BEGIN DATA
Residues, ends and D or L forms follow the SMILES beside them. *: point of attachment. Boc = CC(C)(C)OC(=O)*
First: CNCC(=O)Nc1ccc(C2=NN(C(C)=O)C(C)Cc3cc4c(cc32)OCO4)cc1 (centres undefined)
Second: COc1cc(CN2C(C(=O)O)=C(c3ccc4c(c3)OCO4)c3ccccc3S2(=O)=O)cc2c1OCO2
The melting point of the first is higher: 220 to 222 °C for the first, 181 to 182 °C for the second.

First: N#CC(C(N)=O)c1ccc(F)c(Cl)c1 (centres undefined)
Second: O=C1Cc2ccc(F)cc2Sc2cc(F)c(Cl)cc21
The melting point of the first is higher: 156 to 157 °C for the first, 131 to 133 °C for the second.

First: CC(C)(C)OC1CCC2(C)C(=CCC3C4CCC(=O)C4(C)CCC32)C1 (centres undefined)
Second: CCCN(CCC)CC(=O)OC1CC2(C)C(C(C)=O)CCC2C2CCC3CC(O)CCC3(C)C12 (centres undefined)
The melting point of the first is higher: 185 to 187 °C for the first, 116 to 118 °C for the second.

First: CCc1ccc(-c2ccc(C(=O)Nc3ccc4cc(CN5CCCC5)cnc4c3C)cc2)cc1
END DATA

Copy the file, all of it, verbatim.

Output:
Residues, ends and D or L forms follow the SMILES beside them. *: point of attachment. Boc = CC(C)(C)OC(=O)*
First: CNCC(=O)Nc1ccc(C2=NN(C(C)=O)C(C)Cc3cc4c(cc32)OCO4)cc1 (centres undefined)
Second: COc1cc(CN2C(C(=O)O)=C(c3ccc4c(c3)OCO4)c3ccccc3S2(=O)=O)cc2c1OCO2
The melting point of the first is higher: 220 to 222 °C for the first, 181 to 182 °C for the second.

First: N#CC(C(N)=O)c1ccc(F)c(Cl)c1 (centres undefined)
Second: O=C1Cc2ccc(F)cc2Sc2cc(F)c(Cl)cc21
The melting point of the first is higher: 156 to 157 °C for the first, 131 to 133 °C for the second.

First: CC(C)(C)OC1CCC2(C)C(=CCC3C4CCC(=O)C4(C)CCC32)C1 (centres undefined)
Second: CCCN(CCC)CC(=O)OC1CC2(C)C(C(C)=O)CCC2C2CCC3CC(O)CCC3(C)C12 (centres undefined)
The melting point of the first is higher: 185 to 187 °C for the first, 116 to 118 °C for the second.

First: CCc1ccc(-c2ccc(C(=O)Nc3ccc4cc(CN5CCCC5)cnc4c3C)cc2)cc1